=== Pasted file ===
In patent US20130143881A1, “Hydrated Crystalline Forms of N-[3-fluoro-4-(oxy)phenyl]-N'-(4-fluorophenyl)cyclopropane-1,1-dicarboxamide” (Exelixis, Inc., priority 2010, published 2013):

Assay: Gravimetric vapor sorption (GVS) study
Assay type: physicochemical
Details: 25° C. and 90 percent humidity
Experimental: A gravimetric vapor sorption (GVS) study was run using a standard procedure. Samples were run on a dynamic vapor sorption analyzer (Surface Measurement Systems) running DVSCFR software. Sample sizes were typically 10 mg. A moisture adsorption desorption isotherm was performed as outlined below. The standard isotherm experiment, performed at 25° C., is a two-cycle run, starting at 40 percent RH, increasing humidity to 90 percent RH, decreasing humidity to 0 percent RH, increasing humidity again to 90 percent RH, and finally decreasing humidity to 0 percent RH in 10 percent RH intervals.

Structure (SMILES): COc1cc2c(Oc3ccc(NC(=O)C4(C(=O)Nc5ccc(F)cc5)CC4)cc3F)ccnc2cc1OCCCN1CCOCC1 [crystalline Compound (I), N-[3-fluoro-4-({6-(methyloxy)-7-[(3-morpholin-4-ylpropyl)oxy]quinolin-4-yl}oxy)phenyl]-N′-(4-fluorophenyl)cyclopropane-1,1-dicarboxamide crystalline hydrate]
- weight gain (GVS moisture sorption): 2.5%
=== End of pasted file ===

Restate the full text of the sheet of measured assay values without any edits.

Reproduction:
In patent US20130143881A1, “Hydrated Crystalline Forms of N-[3-fluoro-4-(oxy)phenyl]-N'-(4-fluorophenyl)cyclopropane-1,1-dicarboxamide” (Exelixis, Inc., priority 2010, published 2013):

Assay: Gravimetric vapor sorption (GVS) study
Assay type: physicochemical
Details: 25° C. and 90 percent humidity
Experimental: A gravimetric vapor sorption (GVS) study was run using a standard procedure. Samples were run on a dynamic vapor sorption analyzer (Surface Measurement Systems) running DVSCFR software. Sample sizes were typically 10 mg. A moisture adsorption desorption isotherm was performed as outlined below. The standard isotherm experiment, performed at 25° C., is a two-cycle run, starting at 40 percent RH, increasing humidity to 90 percent RH, decreasing humidity to 0 percent RH, increasing humidity again to 90 percent RH, and finally decreasing humidity to 0 percent RH in 10 percent RH intervals.

Structure (SMILES): COc1cc2c(Oc3ccc(NC(=O)C4(C(=O)Nc5ccc(F)cc5)CC4)cc3F)ccnc2cc1OCCCN1CCOCC1 [crystalline Compound (I), N-[3-fluoro-4-({6-(methyloxy)-7-[(3-morpholin-4-ylpropyl)oxy]quinolin-4-yl}oxy)phenyl]-N′-(4-fluorophenyl)cyclopropane-1,1-dicarboxamide crystalline hydrate]
- weight gain (GVS moisture sorption): 2.5%